NASA Over a Russian Barrel
The Russians are asking exorbitant fees to transport our astronauts to the space station while preventing American private companies from doing the job.
April 27, 2011 - 12:00 am
After decades of short-sighted parochialism, our space policy chickens are finally coming home to roost.
This past Friday, Russian news agencies quoted a Russian Space Agency official as refusing to let “unsafe” vehicles dock to the International Space Station (ISS).
Sounds reasonable, right?
But it’s not what it seems. In reality, it is a bare-knuckled attempt to prevent competition from an upstart American company.
Here’s the background. Back in 2004, in the wake of the loss of the space shuttle Columbia, the Bush administration decided to end the program in 2010 (last year – its two final flights have been delayed into the current year, but the last one will almost certainly occur before 2011 is out). But this presented a problem. The shuttle was America’s only means of accessing the ISS. Thus, without a shuttle, or something to replace its functional capability to get American astronauts to and from orbit, the decision would make us completely, rather than only partially, dependent on the Russian Soyuz (that vehicle has been the “lifeboat” for the ISS, because the shuttle could only stay in orbit for a couple weeks, and couldn’t be docked there for months like the Soyuz).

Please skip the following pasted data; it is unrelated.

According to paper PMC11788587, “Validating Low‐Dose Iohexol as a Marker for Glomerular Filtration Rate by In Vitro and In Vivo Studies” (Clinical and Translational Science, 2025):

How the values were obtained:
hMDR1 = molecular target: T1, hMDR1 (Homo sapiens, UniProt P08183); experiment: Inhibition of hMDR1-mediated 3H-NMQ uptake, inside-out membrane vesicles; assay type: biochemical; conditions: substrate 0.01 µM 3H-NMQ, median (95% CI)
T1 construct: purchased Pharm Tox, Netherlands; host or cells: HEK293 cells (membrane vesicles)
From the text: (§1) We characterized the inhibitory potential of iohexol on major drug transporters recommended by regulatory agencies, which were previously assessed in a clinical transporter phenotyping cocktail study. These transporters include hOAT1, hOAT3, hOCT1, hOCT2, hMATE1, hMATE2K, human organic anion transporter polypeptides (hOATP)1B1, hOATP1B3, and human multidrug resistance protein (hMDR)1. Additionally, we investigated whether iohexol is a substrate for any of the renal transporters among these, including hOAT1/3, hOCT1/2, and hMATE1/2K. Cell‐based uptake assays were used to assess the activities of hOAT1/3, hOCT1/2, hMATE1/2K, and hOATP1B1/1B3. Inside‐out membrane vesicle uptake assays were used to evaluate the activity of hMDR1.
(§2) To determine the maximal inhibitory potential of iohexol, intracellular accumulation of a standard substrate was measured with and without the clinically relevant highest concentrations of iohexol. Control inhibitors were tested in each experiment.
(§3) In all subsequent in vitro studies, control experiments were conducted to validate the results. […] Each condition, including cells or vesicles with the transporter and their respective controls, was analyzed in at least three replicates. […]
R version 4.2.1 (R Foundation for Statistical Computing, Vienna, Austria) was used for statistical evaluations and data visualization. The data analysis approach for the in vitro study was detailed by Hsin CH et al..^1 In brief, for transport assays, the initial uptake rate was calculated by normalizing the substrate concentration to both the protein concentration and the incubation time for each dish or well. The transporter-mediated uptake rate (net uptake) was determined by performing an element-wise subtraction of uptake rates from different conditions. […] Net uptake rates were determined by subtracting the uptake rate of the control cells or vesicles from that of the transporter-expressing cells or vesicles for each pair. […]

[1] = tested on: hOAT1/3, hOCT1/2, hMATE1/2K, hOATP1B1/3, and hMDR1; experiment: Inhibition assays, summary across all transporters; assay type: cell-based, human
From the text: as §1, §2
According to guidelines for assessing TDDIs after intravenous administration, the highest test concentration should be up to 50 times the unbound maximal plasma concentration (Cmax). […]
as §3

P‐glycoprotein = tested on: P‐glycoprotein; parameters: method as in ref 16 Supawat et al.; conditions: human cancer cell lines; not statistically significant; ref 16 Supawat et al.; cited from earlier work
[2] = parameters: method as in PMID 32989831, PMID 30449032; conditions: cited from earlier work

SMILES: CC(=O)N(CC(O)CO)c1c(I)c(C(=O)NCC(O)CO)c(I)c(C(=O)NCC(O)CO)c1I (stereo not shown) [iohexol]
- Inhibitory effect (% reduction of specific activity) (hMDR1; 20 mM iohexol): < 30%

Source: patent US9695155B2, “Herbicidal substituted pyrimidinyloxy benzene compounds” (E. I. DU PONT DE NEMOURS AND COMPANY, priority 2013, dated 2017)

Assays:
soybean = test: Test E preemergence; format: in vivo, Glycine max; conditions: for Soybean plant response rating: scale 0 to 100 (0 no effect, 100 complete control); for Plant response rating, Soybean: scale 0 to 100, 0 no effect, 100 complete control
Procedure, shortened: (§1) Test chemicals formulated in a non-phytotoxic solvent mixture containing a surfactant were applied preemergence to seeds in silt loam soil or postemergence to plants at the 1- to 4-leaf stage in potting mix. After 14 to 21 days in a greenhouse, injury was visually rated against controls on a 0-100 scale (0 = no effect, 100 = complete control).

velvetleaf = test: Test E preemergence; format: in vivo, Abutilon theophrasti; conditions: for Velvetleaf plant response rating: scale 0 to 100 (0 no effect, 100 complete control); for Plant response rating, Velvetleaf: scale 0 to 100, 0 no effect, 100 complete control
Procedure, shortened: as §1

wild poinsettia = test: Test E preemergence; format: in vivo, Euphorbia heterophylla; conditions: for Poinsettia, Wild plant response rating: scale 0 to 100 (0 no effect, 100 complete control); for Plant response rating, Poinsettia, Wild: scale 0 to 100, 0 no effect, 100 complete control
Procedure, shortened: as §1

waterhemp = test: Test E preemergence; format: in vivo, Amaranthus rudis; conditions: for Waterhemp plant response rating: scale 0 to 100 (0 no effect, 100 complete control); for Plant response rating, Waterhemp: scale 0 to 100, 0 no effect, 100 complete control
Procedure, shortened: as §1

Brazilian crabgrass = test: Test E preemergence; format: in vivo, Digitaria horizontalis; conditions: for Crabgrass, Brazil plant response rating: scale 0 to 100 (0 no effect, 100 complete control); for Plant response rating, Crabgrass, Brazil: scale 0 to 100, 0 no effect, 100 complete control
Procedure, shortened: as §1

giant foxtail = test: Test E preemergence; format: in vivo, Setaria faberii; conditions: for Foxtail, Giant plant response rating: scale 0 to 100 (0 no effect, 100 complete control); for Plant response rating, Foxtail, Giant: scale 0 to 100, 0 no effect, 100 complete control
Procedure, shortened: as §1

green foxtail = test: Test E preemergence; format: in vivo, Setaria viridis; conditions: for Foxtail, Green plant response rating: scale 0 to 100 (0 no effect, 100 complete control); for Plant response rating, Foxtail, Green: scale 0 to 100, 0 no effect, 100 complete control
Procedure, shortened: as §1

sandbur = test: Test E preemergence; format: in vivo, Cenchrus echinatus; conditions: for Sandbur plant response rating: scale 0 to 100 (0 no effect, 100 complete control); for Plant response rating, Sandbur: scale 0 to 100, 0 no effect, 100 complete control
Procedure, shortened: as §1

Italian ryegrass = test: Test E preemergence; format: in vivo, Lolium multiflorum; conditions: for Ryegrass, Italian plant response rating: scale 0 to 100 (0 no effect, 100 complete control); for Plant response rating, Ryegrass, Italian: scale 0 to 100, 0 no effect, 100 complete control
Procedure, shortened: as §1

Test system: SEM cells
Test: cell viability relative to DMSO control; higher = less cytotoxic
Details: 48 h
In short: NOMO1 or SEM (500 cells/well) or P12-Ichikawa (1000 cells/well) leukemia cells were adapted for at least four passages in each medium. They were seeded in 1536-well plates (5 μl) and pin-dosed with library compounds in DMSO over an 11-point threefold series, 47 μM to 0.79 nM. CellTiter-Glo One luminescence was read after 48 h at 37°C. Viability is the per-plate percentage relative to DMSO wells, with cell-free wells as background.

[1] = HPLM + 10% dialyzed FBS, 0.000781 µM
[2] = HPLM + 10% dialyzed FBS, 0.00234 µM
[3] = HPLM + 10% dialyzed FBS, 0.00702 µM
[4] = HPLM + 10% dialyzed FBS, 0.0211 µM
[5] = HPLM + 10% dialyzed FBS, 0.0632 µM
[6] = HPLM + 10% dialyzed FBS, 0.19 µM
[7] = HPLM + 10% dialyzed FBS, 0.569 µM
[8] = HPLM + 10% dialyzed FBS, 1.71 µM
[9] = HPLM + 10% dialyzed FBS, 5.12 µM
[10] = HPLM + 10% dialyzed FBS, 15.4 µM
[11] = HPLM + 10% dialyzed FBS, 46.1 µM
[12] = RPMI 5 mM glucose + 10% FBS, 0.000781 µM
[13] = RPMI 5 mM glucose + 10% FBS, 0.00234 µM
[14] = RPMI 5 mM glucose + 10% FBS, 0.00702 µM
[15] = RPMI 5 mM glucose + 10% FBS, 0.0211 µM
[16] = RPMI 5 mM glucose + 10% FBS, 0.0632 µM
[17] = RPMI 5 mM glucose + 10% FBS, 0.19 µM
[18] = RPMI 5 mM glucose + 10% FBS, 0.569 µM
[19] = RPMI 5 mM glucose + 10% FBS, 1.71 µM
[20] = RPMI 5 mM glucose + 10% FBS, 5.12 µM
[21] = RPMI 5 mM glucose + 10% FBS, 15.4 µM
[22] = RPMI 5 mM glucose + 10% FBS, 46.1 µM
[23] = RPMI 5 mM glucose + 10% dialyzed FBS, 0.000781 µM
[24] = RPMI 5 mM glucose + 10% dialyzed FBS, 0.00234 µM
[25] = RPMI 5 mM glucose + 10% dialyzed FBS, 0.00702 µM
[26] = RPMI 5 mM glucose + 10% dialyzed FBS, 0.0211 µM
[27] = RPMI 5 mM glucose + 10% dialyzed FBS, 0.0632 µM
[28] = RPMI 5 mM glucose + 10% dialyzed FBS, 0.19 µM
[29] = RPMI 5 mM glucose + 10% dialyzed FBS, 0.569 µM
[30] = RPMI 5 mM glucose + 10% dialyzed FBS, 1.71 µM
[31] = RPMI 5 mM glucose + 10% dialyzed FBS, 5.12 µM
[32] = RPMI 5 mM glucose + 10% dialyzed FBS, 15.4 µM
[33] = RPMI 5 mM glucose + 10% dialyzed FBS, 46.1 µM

Thus, at the time of the decision to retire the shuttle, the administration also declared, as part of the Vision for Space Exploration announced in January of that year, that NASA would develop a “Crew Exploration Vehicle” (CEV). In addition to allowing astronauts to venture beyond earth orbit, this new vehicle, to be available no later than 2014 (and hopefully much sooner), would also be used to provide both access to and from ISS and a lifeboat function, reducing or eliminating our dependence on the Russians.
Unfortunately, a not-so-funny thing happened on the way to 2014. Instead of focusing on the CEV, which could have been launched on an existing vehicle (such as a United Launch Alliance Atlas V), Mike Griffin’s NASA decided to build an all-new launcher, called Ares I (as a down payment on a much larger one later, designated Ares V). Part of the rationale for this was to maintain congressional support for the program, by utilizing the same (expensive) work force that was currently involved in shuttle operations, in no-bid, sole-source contracts.
In 2009, a blue-ribbon panel led by space industry veteran Norman Augustine concluded that after spending ten billion dollars on the Ares and Orion (the latter had become the new name for the CEV), they were still tens of billions of dollars, and at least eight years away, from completion. That is, by diverting NASA’s scarce resources on a flawed and unnecessary new rocket design with no competition, the agency has actually increased the “gap” during which we would be utterly reliant on the Russians, from this year into the indefinite future.
Fortunately, there was a back-up plan, reportedly imposed on NASA by the White House, in which other companies were being groomed to at least provide cargo logistics to the ISS with the end of the shuttle. Called the Commercial Orbital Transportation System (COTS), it was a series of low-cost, fixed-price contracts, one of which culminated in a successful flight of the pressurized Dragon capsule on a Falcon 9 launch vehicle in December, by Space Exploration Technologies (SpaceX).